After his father became ill in 1902, his mother, sister and himself aged 25 were left running the farm for one more year. There is a Benjamin Thomas listed as running Penybont farm from 1896 to 1902, but if this is him, he does not mention it in his diaries. So maybe he could not handle the expense of running two farms alone and abandoned the lease and moved to a rented house, 34 Pelican Street in the town around the time of his fathers death in 1905.
But despite the impecuniousness of his position, he managed to take 'siarabàngs' with the chapel. He took a weekend in Aberystwyth in '94, a weeks holiday in Llanwrtydd in '95, the Eisteddfod in '97, a visit to Swansea by train in '99 and regularly walked to the fairs of Ystradgynlais, Ystalyfera and Neath. He probably met his fiancee on these outings or at the chapel as he married Elizabeth Smith in
A poem by his hand may have wooed his future wife.
|'Englyn gan Benjamin Thomas'||'Poem by Benjamin Thomas'|
Nadolig llawen i chwi gyd
Merry Xmas to you all|
From the clean loving boy
Everyone knows I love the little beauties
If the years go to seed
Oh! don't loose heart
You'll catch them before you're a hundred
They'll run to worship you
|Benjamin Thomas, Xmas 1894|
The family in 1911 included his daughter Sarah Jane Tirzah Thomas aged 3 (later Harries, she became a schoolteacher in the district). Benjamin was then still working as a farm hand occasionally on Brynygroes, Rhywfawr, Penrhos and Penparc farms but also took regular work in the Afon & Diamond colliery, working for the council and gardening, later living at 20 Pelican Street.
He complains of being 'bad' at certain periods, this when he was 60, what illness we know not, but serious enough to claim 'sickness benefit' a useful pay out when work was slack. To qualify for this benefit he had to pay regularly for 'stamps' which were glued into National Health Insurance & Unemployment books. He regularly visited the 'labour exchange' in Ystalyfera looking for men to take him on, this when the coal industry was on the wane. He later diversifies taking in a lodger John Smith, who on 6th Oct 1938 is given a 24 hours notice to quit, maybe they didn't get on, but they seem to have resolved matters as he died in the house in 1950, he was probably the brother to his wife.
In 1942, aged 66 he starts work felling trees for a timber merchant at Tyrwern, Seven Sisters. Fortune does not favour the hard working on this occasion as a tree falls on his head for which he suffers concussion and broken ribs, for which he is attended by a 'lady doctor'. He was probably active and working in some capacity until his death in 1954 aged 78.
This would be a typical story for many 'working class' men who left the farms for the promise of regular wages, civility and amenities
during the Industrial Revolution. Although his hard working apprenticeship on the farms left him in rude health and ability to turn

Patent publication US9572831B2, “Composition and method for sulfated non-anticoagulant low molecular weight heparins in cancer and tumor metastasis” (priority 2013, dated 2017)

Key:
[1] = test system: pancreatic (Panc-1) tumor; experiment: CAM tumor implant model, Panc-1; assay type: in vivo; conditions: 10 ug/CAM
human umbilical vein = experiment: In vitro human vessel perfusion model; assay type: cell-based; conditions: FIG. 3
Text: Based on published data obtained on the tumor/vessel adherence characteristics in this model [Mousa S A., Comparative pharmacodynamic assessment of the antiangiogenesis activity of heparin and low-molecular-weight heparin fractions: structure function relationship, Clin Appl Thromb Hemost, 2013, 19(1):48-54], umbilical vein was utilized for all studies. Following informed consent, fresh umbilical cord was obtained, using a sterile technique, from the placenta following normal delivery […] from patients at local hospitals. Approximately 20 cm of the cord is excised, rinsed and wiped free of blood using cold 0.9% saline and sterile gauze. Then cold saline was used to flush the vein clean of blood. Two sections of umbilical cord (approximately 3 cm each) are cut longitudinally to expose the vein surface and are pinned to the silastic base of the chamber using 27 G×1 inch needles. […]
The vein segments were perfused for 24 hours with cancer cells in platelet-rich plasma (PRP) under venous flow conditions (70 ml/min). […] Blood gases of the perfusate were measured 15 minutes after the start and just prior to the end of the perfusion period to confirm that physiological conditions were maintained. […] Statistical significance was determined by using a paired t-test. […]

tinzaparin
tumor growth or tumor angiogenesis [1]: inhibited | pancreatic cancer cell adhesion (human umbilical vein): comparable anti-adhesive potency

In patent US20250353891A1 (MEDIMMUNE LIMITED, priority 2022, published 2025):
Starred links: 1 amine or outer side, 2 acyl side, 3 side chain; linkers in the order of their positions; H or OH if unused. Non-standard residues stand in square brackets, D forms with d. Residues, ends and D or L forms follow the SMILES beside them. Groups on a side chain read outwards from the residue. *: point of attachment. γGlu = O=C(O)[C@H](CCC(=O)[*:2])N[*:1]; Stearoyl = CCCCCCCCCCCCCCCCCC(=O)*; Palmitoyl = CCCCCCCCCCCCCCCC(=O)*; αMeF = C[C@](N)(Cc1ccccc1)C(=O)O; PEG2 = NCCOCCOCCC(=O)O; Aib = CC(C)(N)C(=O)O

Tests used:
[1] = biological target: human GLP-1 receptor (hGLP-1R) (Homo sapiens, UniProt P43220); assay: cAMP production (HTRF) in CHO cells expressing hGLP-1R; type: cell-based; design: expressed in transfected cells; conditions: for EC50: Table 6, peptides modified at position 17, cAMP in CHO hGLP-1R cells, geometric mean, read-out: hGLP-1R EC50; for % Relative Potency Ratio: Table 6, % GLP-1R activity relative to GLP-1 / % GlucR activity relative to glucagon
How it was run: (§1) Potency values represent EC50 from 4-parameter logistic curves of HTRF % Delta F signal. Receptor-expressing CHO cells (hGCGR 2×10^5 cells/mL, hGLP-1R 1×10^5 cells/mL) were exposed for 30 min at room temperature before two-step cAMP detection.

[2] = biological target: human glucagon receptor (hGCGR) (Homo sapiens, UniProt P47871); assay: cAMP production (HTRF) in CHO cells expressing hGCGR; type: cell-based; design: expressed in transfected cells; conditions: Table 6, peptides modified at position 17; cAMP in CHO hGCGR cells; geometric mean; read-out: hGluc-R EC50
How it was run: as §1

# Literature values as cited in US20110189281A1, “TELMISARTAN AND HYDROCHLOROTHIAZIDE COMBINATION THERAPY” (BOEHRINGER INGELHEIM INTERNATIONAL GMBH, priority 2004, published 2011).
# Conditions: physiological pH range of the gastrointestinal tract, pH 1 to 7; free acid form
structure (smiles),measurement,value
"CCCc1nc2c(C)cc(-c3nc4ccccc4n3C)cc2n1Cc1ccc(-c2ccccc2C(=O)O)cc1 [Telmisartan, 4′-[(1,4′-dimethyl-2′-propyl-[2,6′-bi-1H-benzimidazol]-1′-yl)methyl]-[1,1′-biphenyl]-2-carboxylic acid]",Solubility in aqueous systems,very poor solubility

his hand to all trades, I wonder how much happier he would have been not having the promise of regular work and the affinity of the
farm, with it's tranquillity.
Benjamin Thomas Family Tree
In the toponymy of farmed land from the earliest times, we find that it is often named for legal purposes after the original owner. For example in very early Ynyscedwyn leases of 1564 "Tyr (land of) John David Goch" was granted by them. Often than not it is renamed through changing owners. Not such is the case with Tir Roger near Henglyn Uchaf farm on the very east edge of Palleg Manor. On the 1845 & 1868 estate map we see a small portion of land, 4 acres, Tir Roger, marked in bright red, this is too small to be noted in the rent books as a farm. In the 1781 estate survey the area is called 'Ynys a'r lan yr afon' - 'Island on the river shore', part of Henglyn Uchaf farm. It is not included in the OS map of 1812 but mentioned in the 1844 tithes as being in the ownership of Lord Tredegar, and rented to Roger Rogers. Therefore we surmise that this small parcel of land was originally carved from the woods when Roger Rogers was appointed a woodsman c.1834 (his son John born here in 1835), we assume for the Palleg estate, as he is listed so in the 1841 census, and he built a house there with his crafting skills, and so honoured the land with his namesake.
He was born in or around Defynnock about 1791, although no specific baptism can be attached to him, it is assumed from current research that he MAY have been the son of a Howell Rogers who somehow acquired the ancient estates of Blaenlevenny (or Blaenllyfni near Pencelli), leaving it to a son Roger Rogers. If he WAS the son of Howell, it is not know what happened to that wealth as Roger became an innkeeper of the Redcow Inn, Cwmdwr near Llywel from around 1830. This was directly on the busy coach route & drovers road from Carmarthenshire to Gloucester via Brecon. From Llywel the coaches had to grind up a steep hill (often pulled by oxen) to reach Halfway House inn on the Carmarthen border, the Red Cow inn was suitably placed on this hill, giving a welcome break. The original house still exists.